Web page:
Guess I'll just have to find something else to fill my hands with, I thought, and left in search of Aventurine.

* * * * * * * *

September 14, 3043AD

What happened?

Something was . . . not wrong, exactly, but different. I could feel it. I kept my eyes tightly closed and gave no sign that I had returned to consciousness. There might be enemies all around me.

Where am I? The last thing I remember is Wise Man . . . Wise Man . . . I faltered, realizing exactly what that memory meant. I'm dead. But then what am I doing here? I certainly seem to have a body. Someone must have revived me somehow, but who and why? Malachite? I seemed almost to vaguely remember a brilliantly lit room, and the King of the Negaverse facing off against Wise Man . . .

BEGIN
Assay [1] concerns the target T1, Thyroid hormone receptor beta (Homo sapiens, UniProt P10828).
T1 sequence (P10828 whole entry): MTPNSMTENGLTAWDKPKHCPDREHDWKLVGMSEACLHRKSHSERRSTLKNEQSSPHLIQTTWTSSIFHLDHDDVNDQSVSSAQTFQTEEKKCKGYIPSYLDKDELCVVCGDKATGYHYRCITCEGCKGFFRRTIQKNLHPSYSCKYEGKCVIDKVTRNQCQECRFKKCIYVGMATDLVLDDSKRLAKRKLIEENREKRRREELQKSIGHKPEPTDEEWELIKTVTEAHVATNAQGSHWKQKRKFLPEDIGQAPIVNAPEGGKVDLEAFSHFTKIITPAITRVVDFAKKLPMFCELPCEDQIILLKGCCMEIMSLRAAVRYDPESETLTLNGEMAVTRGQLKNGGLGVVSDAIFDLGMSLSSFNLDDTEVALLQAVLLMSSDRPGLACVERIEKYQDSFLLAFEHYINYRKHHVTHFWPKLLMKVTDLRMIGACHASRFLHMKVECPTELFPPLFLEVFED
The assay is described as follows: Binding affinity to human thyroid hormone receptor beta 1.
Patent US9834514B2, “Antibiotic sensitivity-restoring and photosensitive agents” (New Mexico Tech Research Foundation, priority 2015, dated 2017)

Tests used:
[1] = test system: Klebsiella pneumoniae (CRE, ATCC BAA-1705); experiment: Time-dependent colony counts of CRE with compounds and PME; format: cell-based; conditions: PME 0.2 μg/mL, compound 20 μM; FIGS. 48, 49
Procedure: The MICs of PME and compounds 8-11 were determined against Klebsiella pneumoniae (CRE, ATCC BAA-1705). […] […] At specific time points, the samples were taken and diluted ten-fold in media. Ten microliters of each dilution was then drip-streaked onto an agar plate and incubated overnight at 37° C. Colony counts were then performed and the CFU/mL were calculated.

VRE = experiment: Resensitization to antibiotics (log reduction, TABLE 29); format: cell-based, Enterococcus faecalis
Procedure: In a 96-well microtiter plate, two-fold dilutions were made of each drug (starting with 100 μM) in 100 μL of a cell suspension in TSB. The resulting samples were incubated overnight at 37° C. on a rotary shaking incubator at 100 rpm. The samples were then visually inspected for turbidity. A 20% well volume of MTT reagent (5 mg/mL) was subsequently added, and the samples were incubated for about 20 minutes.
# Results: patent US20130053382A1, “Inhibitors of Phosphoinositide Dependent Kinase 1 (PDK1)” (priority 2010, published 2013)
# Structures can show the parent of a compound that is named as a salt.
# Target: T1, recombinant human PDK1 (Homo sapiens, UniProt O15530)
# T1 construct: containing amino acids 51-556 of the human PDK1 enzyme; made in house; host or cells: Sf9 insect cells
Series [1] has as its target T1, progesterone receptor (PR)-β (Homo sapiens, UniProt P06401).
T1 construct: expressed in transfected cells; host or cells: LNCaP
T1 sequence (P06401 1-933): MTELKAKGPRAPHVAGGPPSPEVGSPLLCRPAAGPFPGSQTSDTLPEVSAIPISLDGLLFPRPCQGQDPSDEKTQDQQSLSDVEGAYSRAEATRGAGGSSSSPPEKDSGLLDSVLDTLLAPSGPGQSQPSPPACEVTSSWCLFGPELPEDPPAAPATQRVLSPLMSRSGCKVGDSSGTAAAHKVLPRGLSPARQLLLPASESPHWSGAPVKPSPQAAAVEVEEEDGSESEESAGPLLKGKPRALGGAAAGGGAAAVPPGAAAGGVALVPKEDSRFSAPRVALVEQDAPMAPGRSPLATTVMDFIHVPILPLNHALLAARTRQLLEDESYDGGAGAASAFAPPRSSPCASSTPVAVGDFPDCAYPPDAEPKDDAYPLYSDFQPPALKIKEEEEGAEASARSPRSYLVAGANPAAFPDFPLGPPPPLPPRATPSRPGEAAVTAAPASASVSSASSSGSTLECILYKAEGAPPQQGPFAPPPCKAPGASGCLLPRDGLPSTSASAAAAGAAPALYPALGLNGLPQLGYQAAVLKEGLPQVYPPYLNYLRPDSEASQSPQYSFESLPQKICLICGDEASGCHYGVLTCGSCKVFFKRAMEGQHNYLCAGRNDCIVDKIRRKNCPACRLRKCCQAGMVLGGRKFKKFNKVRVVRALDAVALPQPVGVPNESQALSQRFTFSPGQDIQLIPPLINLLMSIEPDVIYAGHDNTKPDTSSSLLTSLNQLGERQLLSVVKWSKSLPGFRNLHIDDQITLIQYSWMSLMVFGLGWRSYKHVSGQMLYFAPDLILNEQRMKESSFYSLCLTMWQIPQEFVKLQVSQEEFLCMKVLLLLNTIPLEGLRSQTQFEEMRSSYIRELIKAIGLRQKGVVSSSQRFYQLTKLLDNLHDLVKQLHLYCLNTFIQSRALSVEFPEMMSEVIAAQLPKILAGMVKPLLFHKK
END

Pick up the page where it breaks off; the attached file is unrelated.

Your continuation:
<<Diamond? Brother?>>

My eyes flew open. <<Sapphire?! But you're dead too! Your body fell apart in my arms!>>

<<I was dead,>> he corrected gently. <<I'm very much alive now, and have been for more than fifty years.>> He self-consciously adjusted his blue-trimmed grey collar and smiled at me, or tried to. <<Malachite and the others brought me back.>>

<<Fifty years! Then why has it taken so long for you-->> I gritted my teeth and ended the question in mid-sentence. I didn't want to know the answer. The only possible one that I could think of would have meant that my brother had betrayed me, for real this time. Perhaps he had anyway. He was wearing the uniform of the Negaverse, which had been the enemy.